Quinn Unveils Plan To Eliminate Prescription Co-Pays For Chronic Diseases To Reduce Rx Costs And Make Vital Medications More Affordable For New Yorkers

Christine Quinn today laid out her proposal to help families afford critical medication and reduce expensive treatments and interventions by eliminating co-pays for prescription drugs that treat chronic disease. Quinn’s proposal provides financial relief to families struggling with the cost of treating diseases and will prevent serious, sometimes life-threatening complications associated with failing to maintain medication. The plan also helps reduce overall healthcare costs by making sure that New Yorkers have access to and take medications that keep chronic illness from causing more serious health problems.

Chronic diseases such as asthma, diabetes and hypertension are easily controlled with an appropriate medication regiment. However, families struggling to make ends meet can be faced with the difficult decision of reducing or eliminating their prescriptions in order to save money.

At the same time, the cost of treating complications associated with these diseases is placing increased burdens on the health system. A study in the American Journal of Managed Care found that insurance companies pay almost twice as much in healthcare costs for diabetes patients who seldom take their medication compared with those who take their pills regularly. In that study, when patients paid the greatest amount out-of-pocket for prescriptions, insurers paid more than $8,000 in overall health care costs. By contrast, when co-pays were eliminated, the insurer paid $700, to cover the prescription costs, but overall health care costs dropped to less than $4,000.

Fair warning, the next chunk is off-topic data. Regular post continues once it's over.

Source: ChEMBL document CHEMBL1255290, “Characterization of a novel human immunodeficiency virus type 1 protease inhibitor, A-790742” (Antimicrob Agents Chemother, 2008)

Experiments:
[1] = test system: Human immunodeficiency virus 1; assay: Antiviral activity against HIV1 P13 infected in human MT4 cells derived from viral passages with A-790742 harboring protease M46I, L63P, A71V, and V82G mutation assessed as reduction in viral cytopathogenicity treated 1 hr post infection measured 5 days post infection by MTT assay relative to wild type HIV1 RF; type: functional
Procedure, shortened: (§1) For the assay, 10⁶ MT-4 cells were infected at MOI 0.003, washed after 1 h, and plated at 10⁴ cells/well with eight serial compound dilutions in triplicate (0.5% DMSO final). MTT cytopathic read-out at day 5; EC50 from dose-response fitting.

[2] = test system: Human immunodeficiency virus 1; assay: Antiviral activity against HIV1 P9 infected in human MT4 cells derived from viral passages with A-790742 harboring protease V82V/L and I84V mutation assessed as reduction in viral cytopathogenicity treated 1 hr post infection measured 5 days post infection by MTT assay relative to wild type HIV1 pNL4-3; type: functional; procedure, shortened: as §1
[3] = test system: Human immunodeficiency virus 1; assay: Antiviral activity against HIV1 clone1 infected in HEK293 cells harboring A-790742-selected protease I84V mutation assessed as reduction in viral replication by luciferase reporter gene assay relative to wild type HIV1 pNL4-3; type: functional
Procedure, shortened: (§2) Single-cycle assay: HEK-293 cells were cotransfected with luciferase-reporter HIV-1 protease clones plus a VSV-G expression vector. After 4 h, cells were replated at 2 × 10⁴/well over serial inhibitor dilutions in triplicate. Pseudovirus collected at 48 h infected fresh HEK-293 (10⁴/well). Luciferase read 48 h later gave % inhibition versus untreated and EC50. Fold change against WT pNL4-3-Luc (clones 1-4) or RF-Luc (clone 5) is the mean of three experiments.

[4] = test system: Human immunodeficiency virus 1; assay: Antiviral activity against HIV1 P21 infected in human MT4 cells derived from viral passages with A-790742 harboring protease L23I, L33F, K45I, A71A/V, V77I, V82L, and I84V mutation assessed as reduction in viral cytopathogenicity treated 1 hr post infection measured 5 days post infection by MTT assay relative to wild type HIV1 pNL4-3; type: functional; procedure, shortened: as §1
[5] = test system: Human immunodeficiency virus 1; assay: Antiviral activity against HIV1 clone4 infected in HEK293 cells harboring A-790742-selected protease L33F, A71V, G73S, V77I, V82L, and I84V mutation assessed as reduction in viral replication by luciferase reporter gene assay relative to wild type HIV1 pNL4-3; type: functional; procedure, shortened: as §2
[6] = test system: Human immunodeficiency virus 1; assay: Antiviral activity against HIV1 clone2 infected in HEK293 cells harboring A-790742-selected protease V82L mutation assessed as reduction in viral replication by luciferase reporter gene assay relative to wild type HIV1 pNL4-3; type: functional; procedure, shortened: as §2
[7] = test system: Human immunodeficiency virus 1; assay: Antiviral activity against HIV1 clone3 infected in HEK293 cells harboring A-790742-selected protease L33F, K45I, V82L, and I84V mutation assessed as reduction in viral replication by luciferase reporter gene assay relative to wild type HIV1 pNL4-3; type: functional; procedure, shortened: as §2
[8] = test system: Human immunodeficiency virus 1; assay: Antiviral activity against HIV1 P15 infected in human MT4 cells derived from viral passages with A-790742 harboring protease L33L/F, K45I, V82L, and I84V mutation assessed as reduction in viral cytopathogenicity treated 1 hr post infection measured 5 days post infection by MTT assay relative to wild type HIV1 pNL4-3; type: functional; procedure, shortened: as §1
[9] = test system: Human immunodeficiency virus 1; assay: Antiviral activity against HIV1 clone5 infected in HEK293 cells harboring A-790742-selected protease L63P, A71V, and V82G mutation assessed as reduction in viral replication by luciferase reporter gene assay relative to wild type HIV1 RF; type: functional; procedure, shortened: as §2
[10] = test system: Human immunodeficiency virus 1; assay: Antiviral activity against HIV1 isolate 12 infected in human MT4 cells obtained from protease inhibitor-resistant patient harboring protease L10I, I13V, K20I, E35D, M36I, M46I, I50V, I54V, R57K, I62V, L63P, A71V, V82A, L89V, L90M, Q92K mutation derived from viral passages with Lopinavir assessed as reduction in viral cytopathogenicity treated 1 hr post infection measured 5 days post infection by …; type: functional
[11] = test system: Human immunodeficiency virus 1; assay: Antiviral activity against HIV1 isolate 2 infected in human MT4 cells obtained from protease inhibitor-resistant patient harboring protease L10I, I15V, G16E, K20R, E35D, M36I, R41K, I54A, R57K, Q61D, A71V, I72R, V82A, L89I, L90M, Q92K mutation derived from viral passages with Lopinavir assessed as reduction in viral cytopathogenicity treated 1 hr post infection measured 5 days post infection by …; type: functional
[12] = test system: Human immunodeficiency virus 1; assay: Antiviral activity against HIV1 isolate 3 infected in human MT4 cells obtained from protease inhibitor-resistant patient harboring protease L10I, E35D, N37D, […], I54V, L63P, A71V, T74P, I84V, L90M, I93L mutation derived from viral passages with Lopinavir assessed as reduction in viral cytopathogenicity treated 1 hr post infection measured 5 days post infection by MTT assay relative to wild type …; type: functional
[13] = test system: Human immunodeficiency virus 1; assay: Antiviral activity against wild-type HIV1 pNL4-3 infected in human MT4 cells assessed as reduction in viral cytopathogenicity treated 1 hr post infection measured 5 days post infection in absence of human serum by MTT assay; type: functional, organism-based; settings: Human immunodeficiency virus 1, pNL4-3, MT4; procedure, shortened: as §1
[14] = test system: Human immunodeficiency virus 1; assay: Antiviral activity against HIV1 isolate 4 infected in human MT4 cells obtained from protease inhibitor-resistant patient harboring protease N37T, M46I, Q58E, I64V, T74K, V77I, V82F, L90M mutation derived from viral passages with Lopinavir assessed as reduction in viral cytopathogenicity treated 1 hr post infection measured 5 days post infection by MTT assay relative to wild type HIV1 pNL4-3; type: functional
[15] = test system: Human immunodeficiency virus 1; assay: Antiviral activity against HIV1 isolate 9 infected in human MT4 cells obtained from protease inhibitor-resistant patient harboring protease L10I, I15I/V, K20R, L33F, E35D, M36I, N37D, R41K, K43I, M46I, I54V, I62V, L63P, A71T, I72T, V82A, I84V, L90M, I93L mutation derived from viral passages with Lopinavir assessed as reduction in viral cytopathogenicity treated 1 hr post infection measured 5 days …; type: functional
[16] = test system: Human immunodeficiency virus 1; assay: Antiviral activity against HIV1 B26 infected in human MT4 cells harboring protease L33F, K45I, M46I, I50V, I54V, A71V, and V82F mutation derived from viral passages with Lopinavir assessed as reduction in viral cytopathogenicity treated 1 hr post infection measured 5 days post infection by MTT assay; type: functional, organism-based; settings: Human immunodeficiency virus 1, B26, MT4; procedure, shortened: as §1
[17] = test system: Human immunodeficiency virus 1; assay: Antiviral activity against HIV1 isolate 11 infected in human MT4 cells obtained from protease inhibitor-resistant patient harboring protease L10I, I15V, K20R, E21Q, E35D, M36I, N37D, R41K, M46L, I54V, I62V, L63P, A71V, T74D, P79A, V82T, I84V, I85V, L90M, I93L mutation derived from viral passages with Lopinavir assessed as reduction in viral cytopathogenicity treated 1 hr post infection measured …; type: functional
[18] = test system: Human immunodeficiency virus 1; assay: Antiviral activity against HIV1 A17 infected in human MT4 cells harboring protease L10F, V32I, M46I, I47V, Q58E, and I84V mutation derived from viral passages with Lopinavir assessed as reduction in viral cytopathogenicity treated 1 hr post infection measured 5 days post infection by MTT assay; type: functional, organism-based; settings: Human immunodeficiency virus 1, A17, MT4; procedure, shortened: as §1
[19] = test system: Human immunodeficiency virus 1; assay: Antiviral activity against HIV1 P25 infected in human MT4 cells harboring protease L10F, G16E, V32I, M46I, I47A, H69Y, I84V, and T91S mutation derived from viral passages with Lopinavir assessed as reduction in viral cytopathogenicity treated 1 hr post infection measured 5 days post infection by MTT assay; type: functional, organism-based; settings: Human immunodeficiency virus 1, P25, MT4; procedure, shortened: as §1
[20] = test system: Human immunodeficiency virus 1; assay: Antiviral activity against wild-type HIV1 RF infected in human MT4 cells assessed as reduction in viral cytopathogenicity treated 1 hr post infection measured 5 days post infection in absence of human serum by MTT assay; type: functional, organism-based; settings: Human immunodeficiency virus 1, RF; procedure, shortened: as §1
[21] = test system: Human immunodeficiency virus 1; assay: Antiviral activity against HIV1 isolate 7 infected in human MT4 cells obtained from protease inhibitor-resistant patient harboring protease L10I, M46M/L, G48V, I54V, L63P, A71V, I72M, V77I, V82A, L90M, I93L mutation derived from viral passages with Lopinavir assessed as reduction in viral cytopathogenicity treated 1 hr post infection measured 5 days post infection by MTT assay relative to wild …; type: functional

To address both of these issues, Quinn proposed eliminating co-pays, making it easier for families to afford and maintain their prescription dosage, avoiding fewer complications, emergency room visits and expensive treatments.

Quinn was joined by New York Hotel Trades Council’s (HTC) Employee Benefits Fund CEO Dr. Richard Greenspan; following HTC’s implementation of a prescription waiver for asthma drugs, asthma claims for enrolled patients decreased 41.6 percent from 2008 - 2010.  The success of HTC’s program highlights the potential benefit for both patients and medical providers.

In addition to HTC, a number of other employers have seen success after eliminating or reducing prescription co-pays. Marriott International, Procter & Gamble, Eastman Chemical and Pitney Bowes have all reduced or eliminated co-pays for medications treating conditions including heart disease, osteoporosis, asthma and more. Pitney Bowes currently spends 19 percent less annually for each asthma patient than it did six years ago, before it eliminated co-pays.   

Quinn’s initiative would identify an insurance provider to offer a pilot program that would eliminate prescription co-pays for specific chronic diseases. Following the results of the pilot, and the expected savings to the insurance provider, the program would then be expanded more widely to other providers and their members.